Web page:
Hepatitis C elimination among people who inject drugs: Challenges and recommendations for action within a health systems framework

Authors: Emma Day, Margaret Hellard, Carla Treloar, Julie Bruneau, Natasha K. Martin, Anne Øvrehus, Olav Dalgard, Andrew Lloyd, John Dillon, Matt Hickman, Jude Byrne, Alain Litwin, Mojca Maticic, Philip Bruggmann, Havard Midgard, Brianna Norton, Stacey Trooskin, Jeffrey V. Lazarus, Jason Grebely

Journal: Liver International Year: 2019 Reference: 39:20-30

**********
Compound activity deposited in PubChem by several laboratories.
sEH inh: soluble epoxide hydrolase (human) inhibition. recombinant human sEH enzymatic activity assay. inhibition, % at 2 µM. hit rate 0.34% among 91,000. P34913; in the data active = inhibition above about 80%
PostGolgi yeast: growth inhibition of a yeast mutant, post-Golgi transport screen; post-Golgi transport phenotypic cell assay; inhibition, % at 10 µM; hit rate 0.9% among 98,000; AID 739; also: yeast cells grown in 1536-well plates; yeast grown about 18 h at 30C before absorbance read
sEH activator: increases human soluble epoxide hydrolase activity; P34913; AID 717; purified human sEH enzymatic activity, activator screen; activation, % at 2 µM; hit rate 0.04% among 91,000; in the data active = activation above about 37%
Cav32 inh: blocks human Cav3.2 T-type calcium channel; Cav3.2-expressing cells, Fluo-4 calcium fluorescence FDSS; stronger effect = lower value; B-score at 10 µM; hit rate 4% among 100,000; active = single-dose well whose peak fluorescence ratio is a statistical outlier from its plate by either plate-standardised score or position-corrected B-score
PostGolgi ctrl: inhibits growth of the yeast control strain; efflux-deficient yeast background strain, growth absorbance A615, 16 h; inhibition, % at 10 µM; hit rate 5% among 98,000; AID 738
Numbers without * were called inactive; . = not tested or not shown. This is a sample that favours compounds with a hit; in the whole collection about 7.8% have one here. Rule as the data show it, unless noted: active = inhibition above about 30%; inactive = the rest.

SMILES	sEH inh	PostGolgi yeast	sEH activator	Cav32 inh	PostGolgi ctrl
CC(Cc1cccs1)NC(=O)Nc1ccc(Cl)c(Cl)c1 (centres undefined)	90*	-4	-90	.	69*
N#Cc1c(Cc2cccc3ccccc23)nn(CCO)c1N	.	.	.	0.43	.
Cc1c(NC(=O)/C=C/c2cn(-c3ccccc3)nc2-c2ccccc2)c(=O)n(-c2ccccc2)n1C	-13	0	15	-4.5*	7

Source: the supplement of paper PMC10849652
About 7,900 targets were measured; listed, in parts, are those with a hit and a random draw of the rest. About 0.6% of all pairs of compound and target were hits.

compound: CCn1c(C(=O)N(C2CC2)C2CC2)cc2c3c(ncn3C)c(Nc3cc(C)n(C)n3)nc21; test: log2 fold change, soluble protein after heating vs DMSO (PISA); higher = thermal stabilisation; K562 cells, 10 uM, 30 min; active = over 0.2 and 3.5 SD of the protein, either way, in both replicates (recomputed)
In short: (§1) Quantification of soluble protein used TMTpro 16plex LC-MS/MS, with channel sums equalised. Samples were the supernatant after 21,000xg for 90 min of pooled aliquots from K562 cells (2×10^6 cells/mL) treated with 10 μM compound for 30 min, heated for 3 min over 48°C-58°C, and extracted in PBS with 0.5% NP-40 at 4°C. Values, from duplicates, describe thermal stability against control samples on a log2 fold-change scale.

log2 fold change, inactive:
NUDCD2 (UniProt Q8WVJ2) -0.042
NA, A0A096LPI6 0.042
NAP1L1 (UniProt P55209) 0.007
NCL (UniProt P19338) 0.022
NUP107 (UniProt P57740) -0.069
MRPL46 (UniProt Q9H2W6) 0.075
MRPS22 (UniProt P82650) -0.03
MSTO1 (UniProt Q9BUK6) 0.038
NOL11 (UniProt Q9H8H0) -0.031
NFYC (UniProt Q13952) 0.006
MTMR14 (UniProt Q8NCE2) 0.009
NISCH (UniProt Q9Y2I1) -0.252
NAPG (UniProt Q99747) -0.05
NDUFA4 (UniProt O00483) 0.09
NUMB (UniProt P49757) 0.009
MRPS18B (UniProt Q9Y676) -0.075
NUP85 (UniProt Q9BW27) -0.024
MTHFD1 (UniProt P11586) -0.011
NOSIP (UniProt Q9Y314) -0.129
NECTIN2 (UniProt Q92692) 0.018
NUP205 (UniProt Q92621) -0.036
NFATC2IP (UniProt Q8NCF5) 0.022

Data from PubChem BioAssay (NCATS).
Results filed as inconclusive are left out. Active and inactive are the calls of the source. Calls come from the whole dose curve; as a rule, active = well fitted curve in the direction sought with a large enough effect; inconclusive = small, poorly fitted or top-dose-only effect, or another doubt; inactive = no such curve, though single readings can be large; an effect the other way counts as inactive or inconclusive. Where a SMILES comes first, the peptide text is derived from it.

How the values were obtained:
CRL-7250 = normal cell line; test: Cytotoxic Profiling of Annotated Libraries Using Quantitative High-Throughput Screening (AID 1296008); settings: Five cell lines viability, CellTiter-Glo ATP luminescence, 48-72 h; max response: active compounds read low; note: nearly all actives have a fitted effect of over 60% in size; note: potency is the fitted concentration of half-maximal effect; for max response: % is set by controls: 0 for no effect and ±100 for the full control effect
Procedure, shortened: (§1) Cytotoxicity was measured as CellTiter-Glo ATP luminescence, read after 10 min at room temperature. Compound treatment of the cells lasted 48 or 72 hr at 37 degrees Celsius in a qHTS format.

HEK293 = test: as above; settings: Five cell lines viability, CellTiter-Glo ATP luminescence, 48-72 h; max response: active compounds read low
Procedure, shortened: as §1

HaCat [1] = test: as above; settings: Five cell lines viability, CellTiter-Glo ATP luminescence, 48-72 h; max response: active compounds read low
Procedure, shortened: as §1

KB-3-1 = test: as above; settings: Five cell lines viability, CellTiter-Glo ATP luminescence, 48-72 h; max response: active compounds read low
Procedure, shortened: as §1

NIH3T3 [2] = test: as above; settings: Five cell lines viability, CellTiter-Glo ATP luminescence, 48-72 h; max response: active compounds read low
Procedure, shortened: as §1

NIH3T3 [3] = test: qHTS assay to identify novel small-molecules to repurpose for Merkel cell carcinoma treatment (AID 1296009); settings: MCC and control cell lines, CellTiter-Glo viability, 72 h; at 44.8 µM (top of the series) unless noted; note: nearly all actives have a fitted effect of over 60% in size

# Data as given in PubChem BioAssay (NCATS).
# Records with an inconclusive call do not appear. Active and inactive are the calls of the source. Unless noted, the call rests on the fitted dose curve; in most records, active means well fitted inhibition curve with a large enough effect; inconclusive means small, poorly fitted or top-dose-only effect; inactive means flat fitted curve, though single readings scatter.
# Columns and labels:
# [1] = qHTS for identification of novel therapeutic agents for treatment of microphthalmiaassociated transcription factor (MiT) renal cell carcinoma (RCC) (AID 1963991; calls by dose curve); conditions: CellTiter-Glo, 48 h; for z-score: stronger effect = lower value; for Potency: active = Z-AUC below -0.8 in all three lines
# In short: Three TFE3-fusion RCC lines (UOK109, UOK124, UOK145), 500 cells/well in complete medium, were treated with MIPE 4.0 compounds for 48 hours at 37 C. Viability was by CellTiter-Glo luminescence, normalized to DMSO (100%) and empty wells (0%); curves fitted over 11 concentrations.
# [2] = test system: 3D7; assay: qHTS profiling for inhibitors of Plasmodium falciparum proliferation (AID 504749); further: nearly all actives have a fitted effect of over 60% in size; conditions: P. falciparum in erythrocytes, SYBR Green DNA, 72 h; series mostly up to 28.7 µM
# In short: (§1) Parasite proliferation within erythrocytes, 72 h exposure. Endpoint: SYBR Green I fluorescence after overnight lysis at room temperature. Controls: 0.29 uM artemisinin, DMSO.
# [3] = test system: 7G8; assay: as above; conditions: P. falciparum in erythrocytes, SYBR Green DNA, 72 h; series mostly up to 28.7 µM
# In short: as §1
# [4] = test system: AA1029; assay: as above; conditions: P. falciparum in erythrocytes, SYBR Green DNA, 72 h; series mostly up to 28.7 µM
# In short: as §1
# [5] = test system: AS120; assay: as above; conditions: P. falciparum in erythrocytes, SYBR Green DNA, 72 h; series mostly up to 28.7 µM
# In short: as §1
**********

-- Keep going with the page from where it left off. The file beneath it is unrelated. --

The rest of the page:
The burden of hepatitis C infection is considerable among people who inject drugs (PWID), with an estimated prevalence of 39%, representing an estimated 6.1 million people who have recently injected drugs living with hepatitis C infection. As such, PWID are a priority population for enhancing prevention, testing, linkage to care, treatment and follow‐up care in order to meet World Health Organization (WHO) hepatitis C elimination goals by 2030. There are many barriers to enhancing hepatitis C prevention and care among PWID including poor global coverage of harm reduction services, restrictive drug policies and criminalization of drug use, poor access to health services, low hepatitis C testing, linkage to care and treatment, restrictions for accessing DAA therapy, and the lack of national strategies and government investment to support WHO elimination goals. On 5 September 2017, the International Network of Hepatitis in Substance Users (INHSU) held a roundtable panel of international experts to discuss remaining challenges and future priorities for action from a health systems perspective. The WHO health systems framework comprises six core components: service delivery, health workforce, health information systems, medical procurement, health systems financing, and leadership and governance. Communication has been proposed as a seventh key element which promotes the central role of affected community engagement. This review paper presents recommended strategies for eliminating hepatitis C as a major public health threat among PWID and outlines future priorities for action within a health systems framework.


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